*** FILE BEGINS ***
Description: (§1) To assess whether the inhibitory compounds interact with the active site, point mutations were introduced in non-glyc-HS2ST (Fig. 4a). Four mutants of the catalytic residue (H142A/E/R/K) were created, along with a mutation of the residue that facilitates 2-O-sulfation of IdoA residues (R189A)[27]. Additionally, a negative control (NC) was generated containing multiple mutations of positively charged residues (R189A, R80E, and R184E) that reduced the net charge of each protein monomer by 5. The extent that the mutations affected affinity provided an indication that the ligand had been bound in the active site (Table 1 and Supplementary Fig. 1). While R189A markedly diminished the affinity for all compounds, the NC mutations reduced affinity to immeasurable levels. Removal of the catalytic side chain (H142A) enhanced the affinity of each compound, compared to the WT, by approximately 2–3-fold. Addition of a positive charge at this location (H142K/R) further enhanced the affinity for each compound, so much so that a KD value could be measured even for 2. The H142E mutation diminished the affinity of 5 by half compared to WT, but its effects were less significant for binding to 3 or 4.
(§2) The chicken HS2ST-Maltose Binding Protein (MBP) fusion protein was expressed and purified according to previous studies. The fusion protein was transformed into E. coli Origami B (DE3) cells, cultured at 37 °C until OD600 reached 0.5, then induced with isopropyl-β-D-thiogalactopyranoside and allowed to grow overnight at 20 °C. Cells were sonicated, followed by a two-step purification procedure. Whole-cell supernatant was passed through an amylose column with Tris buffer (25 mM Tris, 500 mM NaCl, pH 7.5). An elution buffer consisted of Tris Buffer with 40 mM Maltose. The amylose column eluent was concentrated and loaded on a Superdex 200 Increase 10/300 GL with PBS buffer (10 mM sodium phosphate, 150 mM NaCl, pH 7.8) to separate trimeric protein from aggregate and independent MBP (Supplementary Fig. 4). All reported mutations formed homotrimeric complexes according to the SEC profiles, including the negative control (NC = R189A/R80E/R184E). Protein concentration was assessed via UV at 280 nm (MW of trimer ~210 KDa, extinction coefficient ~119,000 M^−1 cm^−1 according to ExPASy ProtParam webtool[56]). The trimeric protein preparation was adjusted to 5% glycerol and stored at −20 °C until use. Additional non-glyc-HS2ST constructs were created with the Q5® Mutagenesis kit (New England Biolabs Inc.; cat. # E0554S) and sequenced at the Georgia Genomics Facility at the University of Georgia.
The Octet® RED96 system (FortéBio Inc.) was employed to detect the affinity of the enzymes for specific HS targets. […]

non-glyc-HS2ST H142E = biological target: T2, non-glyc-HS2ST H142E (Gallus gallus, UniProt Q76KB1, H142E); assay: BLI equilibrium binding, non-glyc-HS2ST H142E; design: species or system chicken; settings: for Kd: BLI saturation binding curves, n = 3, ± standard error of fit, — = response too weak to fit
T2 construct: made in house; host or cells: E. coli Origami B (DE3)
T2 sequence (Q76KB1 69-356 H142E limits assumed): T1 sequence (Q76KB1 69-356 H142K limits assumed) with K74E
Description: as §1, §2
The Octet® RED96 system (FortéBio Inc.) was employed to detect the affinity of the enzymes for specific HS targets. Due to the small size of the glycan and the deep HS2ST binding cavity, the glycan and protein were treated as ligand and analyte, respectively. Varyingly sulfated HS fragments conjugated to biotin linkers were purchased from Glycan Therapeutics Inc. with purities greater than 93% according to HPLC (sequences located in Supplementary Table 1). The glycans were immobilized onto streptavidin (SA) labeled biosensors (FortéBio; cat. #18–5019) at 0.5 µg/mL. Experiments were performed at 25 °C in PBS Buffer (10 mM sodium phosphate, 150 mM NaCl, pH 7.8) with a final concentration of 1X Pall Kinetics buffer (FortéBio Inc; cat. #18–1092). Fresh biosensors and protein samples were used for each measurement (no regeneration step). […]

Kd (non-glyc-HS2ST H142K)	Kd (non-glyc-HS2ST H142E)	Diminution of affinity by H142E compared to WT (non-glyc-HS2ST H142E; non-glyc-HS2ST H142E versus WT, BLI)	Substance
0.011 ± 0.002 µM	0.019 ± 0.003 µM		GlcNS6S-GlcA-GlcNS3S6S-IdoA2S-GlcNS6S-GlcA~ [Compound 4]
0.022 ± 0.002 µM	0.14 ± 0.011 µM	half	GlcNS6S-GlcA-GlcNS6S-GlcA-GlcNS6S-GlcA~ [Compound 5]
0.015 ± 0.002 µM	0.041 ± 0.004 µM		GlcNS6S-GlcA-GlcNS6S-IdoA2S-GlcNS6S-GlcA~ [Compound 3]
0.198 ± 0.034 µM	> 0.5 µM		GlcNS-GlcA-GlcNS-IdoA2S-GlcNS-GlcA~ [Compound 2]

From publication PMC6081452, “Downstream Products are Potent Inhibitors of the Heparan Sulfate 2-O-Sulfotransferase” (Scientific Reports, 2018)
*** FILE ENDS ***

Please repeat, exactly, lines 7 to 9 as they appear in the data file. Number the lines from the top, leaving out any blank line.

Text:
Description: as §1, §2
The Octet® RED96 system (FortéBio Inc.) was employed to detect the affinity of the enzymes for specific HS targets. Due to the small size of the glycan and the deep HS2ST binding cavity, the glycan and protein were treated as ligand and analyte, respectively. Varyingly sulfated HS fragments conjugated to biotin linkers were purchased from Glycan Therapeutics Inc. with purities greater than 93% according to HPLC (sequences located in Supplementary Table 1). The glycans were immobilized onto streptavidin (SA) labeled biosensors (FortéBio; cat. #18–5019) at 0.5 µg/mL. Experiments were performed at 25 °C in PBS Buffer (10 mM sodium phosphate, 150 mM NaCl, pH 7.8) with a final concentration of 1X Pall Kinetics buffer (FortéBio Inc; cat. #18–1092). Fresh biosensors and protein samples were used for each measurement (no regeneration step). […]

Kd (non-glyc-HS2ST H142K)	Kd (non-glyc-HS2ST H142E)	Diminution of affinity by H142E compared to WT (non-glyc-HS2ST H142E; non-glyc-HS2ST H142E versus WT, BLI)	Substance